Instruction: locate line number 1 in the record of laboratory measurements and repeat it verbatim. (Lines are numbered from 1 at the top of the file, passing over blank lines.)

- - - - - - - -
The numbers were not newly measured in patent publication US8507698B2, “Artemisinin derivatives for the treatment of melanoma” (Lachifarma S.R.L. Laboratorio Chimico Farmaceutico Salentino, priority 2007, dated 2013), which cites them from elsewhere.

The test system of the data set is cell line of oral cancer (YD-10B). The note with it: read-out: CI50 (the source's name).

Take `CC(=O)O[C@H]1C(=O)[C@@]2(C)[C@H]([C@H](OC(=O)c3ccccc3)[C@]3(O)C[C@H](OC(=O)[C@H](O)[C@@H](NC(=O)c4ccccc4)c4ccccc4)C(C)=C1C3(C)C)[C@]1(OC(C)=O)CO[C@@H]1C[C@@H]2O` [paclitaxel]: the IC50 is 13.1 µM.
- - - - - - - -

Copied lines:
The numbers were not newly measured in patent publication US8507698B2, “Artemisinin derivatives for the treatment of melanoma” (Lachifarma S.R.L. Laboratorio Chimico Farmaceutico Salentino, priority 2007, dated 2013), which cites them from elsewhere.